The Death of Expertise: The Campaign Against Established Knowledge and Why It Matters

Tom Nichols. Oxford Univ, $24.95 (240p) ISBN 978-0-19-046941-2
Nichols (Eve of Destruction: The Coming Age of Preventive War) expands his 2014 article published by The Federalist with a highly researched and impassioned book that’s well timed for this post-election period. The crux of the book’s argument is that people—specifically in the American public—have grown increasingly hostile to expertise. Nichols explores the sources of this hostility (“some of which are rooted in human nature, others that are unique to America and some that are unavoidable product of modernity and affluence”), discusses the notion of “expert,” and considers the devastating consequences of the loss of trust on democratic institutions. He blames changes in higher education, the explosion and fracturing of media outlets, and confirmation bias and other psychological effects of an oversaturated media environment. Generally, Nichols displays strong reasoning, but at times he goes off the rails. It takes some time in the sections on education and Google, for instance, for him to make his point. Otherwise, this strongly researched textbook for laymen will have many political and news junkies nodding their heads in agreement. (Mar.)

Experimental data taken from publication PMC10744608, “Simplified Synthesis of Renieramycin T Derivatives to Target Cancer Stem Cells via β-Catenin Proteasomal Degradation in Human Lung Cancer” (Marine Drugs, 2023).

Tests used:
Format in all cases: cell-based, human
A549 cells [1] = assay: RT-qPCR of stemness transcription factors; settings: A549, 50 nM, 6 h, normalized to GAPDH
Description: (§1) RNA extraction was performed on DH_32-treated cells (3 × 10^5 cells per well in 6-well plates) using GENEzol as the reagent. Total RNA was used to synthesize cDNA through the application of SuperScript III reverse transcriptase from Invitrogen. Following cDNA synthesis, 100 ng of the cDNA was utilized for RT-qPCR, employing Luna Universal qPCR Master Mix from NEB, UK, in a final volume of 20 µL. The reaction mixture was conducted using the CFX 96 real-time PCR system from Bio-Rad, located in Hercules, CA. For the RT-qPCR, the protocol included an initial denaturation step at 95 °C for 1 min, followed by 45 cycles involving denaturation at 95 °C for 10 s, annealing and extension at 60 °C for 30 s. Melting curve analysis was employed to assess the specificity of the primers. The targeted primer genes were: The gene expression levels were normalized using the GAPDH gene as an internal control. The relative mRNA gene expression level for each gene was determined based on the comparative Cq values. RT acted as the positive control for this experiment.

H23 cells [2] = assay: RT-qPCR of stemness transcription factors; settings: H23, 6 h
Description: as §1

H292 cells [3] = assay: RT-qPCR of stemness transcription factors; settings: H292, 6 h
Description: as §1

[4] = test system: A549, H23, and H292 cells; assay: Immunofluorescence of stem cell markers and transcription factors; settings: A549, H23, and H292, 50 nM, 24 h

Reviewed on: 12/12/2016
Release date: 03/01/2017
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